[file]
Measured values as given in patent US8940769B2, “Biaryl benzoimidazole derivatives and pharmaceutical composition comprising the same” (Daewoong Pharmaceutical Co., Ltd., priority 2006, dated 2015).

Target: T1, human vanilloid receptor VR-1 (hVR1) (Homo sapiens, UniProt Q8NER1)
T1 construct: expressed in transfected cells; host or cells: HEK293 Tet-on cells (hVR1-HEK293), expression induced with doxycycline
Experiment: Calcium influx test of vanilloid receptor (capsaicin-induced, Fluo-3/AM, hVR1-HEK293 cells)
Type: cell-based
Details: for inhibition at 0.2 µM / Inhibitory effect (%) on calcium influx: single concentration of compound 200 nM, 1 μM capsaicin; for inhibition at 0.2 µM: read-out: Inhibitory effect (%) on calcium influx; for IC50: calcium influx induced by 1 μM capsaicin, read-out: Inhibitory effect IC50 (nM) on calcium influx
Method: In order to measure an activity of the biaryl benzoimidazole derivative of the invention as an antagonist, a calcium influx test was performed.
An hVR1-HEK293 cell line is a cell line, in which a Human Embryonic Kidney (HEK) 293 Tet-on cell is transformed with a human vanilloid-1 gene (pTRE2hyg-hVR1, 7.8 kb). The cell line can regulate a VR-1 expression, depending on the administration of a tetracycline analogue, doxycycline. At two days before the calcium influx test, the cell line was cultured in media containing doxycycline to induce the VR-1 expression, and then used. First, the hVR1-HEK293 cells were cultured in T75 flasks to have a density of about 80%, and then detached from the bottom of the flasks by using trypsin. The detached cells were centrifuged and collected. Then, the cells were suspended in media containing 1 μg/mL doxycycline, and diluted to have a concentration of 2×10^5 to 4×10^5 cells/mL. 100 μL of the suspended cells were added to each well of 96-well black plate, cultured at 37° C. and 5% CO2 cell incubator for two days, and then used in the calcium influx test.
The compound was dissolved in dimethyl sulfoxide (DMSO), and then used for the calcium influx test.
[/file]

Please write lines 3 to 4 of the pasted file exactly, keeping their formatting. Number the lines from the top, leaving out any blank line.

T1 construct: expressed in transfected cells; host or cells: HEK293 Tet-on cells (hVR1-HEK293), expression induced with doxycycline
Experiment: Calcium influx test of vanilloid receptor (capsaicin-induced, Fluo-3/AM, hVR1-HEK293 cells)